By Tom Ehrich
The coming of Jesus is about God, and it is about us. If we start with the latter, we might understand the former.
How does God see us? Listen to what we sing.
God see us as hungry for a "rose" blooming in the desert. A flower we ourselves cannot plant.
God sees us as desperate for a "silent night" of grace and peace. When we cease our strivings and lay down our tools, we need the Lord of life to lie with us. To "stay by our side 'til morning is nigh."
God see us so burned out by labors and bummed out by noise that we ache for stillness. "Still! Still! Still!" cry God's angels.
God sees us struggling with the powers of this world. Too much wealth, too much arrogance, too much oppression. In this dark night we yearn to raise our heads. We want to know a better "king" is coming. And with him "salvation" and "healing."
God sees our sadness and "dismay." We cannot hide it in shopping and festivals. God see us as shepherds caring for children, partners, parents, a troubled culture, weak and helpless souls God has given to us.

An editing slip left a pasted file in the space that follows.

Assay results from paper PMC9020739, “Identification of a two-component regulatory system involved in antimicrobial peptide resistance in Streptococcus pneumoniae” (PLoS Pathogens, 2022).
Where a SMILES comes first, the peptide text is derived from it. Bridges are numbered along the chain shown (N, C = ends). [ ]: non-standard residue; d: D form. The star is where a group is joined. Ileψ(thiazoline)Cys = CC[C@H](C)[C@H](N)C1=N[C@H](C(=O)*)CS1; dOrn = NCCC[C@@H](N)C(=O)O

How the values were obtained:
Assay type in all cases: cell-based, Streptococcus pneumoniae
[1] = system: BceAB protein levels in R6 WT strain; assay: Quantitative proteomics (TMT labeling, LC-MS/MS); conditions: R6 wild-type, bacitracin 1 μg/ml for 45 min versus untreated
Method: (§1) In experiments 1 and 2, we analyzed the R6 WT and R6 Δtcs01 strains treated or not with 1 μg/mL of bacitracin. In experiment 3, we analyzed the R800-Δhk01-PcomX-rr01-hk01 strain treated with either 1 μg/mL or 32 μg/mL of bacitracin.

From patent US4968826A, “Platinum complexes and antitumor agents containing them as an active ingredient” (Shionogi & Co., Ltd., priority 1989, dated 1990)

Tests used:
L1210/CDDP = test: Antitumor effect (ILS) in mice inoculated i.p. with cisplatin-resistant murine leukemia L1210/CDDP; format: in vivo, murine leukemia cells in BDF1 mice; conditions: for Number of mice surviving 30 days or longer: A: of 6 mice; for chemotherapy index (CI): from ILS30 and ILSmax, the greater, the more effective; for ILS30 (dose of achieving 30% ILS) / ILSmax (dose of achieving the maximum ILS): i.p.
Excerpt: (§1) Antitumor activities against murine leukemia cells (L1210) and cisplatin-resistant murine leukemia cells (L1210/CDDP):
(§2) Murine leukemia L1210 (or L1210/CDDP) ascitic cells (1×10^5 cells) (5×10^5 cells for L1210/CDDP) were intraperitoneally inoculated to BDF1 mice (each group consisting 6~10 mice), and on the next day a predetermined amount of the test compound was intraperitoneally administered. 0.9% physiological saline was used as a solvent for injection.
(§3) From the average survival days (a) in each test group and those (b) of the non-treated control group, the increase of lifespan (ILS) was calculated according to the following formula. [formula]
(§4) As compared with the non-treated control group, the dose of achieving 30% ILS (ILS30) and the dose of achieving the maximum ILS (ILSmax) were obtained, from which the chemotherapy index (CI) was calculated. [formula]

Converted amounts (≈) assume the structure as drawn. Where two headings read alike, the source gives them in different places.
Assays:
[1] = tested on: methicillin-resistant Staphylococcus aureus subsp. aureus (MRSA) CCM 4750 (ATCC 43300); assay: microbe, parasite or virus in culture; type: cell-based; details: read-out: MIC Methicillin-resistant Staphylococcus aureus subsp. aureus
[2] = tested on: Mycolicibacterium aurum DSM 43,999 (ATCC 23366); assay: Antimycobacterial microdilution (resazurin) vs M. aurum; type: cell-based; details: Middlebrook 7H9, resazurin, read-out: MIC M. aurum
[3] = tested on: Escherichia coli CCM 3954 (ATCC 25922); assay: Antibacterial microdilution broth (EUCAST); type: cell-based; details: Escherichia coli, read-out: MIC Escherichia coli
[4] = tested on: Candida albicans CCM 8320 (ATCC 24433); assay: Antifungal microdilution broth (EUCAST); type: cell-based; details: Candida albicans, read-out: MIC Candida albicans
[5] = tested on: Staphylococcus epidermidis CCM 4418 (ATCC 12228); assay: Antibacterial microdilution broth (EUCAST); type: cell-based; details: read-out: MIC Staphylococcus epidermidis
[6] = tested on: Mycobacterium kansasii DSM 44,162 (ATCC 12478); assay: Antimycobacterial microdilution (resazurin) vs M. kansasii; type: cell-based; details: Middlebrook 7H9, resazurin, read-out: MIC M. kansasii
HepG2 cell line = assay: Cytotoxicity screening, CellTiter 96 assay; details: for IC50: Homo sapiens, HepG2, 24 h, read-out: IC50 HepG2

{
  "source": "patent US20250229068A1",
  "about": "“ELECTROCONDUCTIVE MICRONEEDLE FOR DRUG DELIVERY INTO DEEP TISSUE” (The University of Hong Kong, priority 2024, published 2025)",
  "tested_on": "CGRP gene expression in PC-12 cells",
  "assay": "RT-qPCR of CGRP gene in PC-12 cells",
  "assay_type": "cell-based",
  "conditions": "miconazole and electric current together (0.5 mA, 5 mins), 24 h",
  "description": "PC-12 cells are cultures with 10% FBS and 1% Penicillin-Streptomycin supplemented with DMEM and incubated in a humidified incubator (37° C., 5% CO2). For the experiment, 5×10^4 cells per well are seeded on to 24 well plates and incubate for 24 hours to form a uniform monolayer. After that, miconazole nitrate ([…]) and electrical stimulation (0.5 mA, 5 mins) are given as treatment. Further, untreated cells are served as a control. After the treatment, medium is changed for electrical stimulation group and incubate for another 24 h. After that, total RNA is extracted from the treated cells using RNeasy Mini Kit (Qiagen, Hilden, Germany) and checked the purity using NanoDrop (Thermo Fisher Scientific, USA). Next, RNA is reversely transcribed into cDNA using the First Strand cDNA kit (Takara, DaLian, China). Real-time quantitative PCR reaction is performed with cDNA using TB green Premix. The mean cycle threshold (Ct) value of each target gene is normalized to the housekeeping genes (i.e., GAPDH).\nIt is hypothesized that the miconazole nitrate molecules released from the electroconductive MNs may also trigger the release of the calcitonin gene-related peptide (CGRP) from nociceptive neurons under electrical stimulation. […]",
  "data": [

Ours is lonely duty, unseen by revelers at the inn, maybe shared, maybe alone. This duty leads us outside ourselves: to listen when we are weary, to feed when we are hungry and to love when we feel unloved.
God knows we are afraid. Our world seems to be spinning wildly off course. God knows we need a "star of wonder" to guide us. Not to make everything easy, but to give us direction and courage.
God sees all this and more. God sees the fragile parent and weary grandparent caring for the baby in duty that is both lonely and holy. God sees the once-young aching as a life-partner fades into dementia. God sees the parent feeling pride at children's accomplishments but wanting even more to hold them close, to feel their heartbeat and to take their hand across the street. "O come, O come, O come."
Yes, our hearts are breaking. We face it bravely, and maybe the world doesn't ever see it. But in the night-watch, when the "gloomy clouds of night" reveal our bondage in exile, at that precise moment, we are so close to God that we hear angels "bending to the earth."
And if we listen closely, we will hear our own hearts make reply, "Hallelujah!" Maybe in a whisper, maybe in a shout, whatever we can muster, we speak God's truth: "The King of kings, the Lord of Lords" will reign forever. We aren't alone.
Who, then, is God? The one who is with us "forever."